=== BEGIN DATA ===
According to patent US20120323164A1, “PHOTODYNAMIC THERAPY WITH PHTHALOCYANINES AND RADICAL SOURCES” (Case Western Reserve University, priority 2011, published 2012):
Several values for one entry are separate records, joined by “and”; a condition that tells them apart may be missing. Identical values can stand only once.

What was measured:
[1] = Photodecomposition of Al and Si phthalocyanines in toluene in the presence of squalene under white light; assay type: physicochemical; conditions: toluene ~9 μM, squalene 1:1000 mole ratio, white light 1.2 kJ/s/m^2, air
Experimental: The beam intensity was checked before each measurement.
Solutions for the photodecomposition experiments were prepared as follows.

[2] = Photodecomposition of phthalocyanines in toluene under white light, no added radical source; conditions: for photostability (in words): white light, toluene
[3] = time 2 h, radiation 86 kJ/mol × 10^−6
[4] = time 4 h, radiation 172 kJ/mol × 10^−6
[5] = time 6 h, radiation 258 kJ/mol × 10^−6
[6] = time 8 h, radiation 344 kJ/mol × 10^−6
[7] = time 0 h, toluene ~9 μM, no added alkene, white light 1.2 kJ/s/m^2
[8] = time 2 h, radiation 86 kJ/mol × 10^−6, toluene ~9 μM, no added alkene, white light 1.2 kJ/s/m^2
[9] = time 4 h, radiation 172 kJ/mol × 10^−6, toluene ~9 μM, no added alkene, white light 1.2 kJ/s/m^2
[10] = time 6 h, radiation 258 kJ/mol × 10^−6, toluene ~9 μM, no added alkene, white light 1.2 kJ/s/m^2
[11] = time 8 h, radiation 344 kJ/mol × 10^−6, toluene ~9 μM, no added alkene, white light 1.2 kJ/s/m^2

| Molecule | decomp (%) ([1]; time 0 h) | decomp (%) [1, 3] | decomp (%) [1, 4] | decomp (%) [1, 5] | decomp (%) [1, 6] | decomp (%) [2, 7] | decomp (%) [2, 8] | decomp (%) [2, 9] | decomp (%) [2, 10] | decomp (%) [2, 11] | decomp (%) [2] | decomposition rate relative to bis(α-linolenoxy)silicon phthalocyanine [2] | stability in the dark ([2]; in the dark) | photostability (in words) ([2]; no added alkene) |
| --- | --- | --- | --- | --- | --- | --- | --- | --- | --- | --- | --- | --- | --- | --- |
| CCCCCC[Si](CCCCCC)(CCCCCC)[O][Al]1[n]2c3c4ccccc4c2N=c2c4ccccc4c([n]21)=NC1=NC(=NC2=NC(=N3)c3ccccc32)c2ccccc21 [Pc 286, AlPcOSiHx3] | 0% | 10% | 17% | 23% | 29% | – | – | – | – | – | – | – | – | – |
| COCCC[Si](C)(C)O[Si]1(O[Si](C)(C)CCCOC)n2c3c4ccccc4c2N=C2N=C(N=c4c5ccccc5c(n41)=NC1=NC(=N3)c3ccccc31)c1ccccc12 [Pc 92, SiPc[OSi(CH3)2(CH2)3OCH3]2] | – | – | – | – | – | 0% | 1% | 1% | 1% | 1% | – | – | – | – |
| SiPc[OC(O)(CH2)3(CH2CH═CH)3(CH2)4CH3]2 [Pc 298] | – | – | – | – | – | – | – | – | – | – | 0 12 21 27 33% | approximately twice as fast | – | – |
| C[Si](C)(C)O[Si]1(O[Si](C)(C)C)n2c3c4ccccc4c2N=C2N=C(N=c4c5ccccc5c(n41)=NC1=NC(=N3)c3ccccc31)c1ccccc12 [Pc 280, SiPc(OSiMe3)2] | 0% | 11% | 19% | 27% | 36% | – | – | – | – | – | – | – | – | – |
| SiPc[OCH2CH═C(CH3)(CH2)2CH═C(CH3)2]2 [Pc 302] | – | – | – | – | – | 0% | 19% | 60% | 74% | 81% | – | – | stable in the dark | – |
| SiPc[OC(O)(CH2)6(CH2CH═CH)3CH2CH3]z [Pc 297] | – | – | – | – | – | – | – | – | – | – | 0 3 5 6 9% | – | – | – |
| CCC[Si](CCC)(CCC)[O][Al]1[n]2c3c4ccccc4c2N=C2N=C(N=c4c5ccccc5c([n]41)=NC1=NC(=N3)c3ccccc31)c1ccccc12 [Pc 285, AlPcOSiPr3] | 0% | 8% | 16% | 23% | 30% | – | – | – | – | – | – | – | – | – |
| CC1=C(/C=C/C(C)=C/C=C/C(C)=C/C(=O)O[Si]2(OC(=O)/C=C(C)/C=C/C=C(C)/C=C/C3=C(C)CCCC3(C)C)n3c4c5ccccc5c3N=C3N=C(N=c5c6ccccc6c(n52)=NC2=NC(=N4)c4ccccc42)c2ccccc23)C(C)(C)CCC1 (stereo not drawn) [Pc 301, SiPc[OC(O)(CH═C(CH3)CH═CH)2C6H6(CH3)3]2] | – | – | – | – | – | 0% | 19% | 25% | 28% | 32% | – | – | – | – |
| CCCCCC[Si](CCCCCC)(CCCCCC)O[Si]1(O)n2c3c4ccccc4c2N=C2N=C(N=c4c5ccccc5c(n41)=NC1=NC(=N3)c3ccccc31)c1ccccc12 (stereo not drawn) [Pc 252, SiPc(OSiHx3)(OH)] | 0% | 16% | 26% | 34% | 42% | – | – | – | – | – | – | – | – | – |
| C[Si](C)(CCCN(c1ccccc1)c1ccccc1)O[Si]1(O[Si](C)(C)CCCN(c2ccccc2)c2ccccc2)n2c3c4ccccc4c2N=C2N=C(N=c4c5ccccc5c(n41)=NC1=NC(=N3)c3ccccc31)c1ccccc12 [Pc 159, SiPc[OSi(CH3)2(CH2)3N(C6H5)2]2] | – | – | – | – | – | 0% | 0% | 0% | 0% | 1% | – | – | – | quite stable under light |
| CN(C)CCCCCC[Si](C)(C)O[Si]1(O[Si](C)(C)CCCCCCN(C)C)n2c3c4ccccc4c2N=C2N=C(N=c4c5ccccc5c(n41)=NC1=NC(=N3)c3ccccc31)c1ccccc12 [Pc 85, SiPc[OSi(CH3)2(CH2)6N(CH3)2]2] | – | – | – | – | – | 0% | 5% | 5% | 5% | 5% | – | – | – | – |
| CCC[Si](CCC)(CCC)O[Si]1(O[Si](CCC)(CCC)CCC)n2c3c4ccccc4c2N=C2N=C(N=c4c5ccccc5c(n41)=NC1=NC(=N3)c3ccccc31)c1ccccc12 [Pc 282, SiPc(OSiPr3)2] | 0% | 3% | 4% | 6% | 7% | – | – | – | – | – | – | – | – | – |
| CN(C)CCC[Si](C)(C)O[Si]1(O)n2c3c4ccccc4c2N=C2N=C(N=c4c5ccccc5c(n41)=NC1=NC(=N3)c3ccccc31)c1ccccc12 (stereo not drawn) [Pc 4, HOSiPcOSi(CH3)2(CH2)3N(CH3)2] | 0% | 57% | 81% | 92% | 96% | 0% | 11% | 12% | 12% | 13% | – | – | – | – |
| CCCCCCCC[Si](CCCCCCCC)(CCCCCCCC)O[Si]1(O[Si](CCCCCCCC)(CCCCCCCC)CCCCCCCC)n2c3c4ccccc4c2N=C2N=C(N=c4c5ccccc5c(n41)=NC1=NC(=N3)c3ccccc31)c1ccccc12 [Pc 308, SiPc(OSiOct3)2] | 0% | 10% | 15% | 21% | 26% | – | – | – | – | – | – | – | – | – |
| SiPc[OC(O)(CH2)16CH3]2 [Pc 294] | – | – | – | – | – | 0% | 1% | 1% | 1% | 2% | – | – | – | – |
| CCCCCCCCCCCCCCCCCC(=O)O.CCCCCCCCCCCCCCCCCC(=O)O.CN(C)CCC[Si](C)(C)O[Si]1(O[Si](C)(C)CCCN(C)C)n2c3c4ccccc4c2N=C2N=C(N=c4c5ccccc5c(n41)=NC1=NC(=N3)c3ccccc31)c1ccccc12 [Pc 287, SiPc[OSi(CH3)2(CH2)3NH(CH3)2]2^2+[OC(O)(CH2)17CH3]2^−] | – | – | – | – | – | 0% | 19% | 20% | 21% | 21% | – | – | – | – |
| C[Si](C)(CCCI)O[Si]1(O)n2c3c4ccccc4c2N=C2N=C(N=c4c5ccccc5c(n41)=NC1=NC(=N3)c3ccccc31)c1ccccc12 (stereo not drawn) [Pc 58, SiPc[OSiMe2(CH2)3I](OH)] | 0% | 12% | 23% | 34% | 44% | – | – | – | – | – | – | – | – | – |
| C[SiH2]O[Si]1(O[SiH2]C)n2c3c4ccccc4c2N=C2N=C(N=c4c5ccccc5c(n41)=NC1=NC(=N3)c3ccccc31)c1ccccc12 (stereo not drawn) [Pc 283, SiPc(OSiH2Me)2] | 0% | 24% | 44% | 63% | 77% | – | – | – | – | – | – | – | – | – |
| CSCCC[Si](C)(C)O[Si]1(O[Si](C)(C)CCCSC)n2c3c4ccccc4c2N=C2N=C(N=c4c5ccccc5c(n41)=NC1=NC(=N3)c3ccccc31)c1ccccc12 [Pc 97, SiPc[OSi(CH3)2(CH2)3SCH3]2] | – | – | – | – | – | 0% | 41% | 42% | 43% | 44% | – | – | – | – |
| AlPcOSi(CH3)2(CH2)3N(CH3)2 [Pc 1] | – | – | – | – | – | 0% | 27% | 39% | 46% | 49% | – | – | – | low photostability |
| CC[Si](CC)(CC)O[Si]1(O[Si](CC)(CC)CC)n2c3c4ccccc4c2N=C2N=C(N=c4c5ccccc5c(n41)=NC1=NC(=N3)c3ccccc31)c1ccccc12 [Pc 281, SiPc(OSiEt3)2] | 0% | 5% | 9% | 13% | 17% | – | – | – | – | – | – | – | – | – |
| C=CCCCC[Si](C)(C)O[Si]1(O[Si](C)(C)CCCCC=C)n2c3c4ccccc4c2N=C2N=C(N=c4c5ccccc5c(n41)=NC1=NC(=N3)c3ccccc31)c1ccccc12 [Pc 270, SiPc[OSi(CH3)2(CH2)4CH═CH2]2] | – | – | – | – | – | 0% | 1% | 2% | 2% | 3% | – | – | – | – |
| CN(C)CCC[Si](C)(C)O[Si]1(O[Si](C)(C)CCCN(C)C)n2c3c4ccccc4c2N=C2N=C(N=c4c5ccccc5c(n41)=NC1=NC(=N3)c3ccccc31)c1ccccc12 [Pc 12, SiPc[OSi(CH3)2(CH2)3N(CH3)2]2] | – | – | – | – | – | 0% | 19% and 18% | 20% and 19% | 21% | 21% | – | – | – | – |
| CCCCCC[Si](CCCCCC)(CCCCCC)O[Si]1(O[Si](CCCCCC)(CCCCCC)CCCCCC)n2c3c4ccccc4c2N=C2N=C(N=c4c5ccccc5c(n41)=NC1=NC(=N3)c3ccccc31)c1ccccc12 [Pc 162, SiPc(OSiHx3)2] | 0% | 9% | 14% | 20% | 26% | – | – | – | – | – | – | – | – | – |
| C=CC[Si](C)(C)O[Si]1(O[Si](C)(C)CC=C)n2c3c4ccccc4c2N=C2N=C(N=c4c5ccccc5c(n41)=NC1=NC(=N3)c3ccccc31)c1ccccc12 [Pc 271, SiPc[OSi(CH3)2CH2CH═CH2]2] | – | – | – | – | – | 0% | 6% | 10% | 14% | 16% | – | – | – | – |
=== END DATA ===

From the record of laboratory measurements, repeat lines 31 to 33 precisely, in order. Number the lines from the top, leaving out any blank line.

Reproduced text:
| CN(C)CCC[Si](C)(C)O[Si]1(O)n2c3c4ccccc4c2N=C2N=C(N=c4c5ccccc5c(n41)=NC1=NC(=N3)c3ccccc31)c1ccccc12 (stereo not drawn) [Pc 4, HOSiPcOSi(CH3)2(CH2)3N(CH3)2] | 0% | 57% | 81% | 92% | 96% | 0% | 11% | 12% | 12% | 13% | – | – | – | – |
| CCCCCCCC[Si](CCCCCCCC)(CCCCCCCC)O[Si]1(O[Si](CCCCCCCC)(CCCCCCCC)CCCCCCCC)n2c3c4ccccc4c2N=C2N=C(N=c4c5ccccc5c(n41)=NC1=NC(=N3)c3ccccc31)c1ccccc12 [Pc 308, SiPc(OSiOct3)2] | 0% | 10% | 15% | 21% | 26% | – | – | – | – | – | – | – | – | – |
| SiPc[OC(O)(CH2)16CH3]2 [Pc 294] | – | – | – | – | – | 0% | 1% | 1% | 1% | 2% | – | – | – | – |